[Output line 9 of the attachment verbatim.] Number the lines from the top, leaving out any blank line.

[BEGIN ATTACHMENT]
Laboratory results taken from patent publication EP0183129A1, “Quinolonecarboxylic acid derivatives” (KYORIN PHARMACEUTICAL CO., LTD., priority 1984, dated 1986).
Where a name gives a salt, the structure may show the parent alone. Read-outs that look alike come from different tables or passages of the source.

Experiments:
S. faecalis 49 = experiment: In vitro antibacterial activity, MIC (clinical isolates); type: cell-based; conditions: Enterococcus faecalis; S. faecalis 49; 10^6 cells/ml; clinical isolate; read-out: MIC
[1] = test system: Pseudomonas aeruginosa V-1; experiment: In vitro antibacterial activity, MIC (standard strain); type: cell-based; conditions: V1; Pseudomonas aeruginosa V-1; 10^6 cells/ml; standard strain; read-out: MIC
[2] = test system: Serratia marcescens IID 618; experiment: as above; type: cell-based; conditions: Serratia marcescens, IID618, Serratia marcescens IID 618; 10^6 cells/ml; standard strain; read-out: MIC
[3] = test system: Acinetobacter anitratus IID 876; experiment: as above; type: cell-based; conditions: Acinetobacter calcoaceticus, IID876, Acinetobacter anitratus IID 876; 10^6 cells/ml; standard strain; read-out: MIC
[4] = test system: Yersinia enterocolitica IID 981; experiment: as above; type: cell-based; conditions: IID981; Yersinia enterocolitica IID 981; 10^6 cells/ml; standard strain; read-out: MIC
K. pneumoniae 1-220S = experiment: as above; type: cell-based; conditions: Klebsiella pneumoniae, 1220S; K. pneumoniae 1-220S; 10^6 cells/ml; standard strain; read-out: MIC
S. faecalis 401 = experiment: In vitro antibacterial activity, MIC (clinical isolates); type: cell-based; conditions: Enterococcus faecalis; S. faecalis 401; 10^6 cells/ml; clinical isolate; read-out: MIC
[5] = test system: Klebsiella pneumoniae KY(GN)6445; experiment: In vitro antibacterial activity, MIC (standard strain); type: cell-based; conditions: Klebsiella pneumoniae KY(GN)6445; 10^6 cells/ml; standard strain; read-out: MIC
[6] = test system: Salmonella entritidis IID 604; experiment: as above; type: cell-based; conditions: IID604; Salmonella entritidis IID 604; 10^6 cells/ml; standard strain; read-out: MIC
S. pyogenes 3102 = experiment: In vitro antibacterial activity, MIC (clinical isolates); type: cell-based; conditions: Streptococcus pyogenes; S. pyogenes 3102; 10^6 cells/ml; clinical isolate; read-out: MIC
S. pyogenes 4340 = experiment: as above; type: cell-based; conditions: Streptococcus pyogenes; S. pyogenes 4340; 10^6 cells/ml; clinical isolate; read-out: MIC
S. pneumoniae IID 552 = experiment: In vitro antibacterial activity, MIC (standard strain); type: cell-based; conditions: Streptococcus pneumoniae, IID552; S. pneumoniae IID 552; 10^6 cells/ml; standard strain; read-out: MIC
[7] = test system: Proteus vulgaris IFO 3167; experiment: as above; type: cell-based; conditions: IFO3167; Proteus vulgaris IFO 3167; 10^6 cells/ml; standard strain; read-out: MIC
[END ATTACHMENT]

K. pneumoniae 1-220S = experiment: as above; type: cell-based; conditions: Klebsiella pneumoniae, 1220S; K. pneumoniae 1-220S; 10^6 cells/ml; standard strain; read-out: MIC